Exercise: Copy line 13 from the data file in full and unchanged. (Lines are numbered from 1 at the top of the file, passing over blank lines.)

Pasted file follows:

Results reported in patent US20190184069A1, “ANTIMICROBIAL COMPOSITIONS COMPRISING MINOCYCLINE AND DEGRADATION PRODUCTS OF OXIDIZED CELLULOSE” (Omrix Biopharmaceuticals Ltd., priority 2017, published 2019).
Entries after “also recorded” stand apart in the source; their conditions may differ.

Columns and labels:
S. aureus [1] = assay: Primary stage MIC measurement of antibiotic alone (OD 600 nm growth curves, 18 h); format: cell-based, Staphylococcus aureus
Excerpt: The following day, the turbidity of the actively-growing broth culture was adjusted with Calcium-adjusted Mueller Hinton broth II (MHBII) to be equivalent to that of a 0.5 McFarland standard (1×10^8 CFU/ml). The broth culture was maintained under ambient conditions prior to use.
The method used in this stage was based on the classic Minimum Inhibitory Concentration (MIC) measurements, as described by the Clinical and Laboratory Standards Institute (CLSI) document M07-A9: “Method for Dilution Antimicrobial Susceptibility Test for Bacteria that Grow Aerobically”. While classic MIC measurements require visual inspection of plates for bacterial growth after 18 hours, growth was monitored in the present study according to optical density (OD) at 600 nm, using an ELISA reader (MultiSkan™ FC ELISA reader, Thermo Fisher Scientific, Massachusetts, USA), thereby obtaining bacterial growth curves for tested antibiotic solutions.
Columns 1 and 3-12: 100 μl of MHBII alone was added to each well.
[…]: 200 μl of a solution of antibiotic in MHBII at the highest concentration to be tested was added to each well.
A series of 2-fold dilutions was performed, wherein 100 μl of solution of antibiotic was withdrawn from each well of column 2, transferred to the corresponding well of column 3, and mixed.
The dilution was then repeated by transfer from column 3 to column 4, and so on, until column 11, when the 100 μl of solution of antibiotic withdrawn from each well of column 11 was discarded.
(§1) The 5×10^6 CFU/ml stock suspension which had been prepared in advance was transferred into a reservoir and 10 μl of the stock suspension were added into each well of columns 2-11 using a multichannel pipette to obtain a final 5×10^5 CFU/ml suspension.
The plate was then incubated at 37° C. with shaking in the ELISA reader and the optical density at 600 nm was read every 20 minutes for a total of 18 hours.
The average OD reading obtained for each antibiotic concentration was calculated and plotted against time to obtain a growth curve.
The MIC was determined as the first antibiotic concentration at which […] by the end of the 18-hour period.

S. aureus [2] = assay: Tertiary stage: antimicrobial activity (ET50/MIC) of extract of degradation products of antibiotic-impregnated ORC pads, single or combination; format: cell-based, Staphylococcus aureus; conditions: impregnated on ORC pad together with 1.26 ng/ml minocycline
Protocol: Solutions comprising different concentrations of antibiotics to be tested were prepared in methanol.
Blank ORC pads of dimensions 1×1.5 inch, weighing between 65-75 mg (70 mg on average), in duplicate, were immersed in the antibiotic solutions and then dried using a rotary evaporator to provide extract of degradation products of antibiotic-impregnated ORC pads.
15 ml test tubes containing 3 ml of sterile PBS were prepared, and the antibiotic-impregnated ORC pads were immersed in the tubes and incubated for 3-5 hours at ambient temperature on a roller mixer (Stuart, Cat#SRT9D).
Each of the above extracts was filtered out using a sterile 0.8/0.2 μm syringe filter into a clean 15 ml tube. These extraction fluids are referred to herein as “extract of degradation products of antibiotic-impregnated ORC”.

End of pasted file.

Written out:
The average OD reading obtained for each antibiotic concentration was calculated and plotted against time to obtain a growth curve.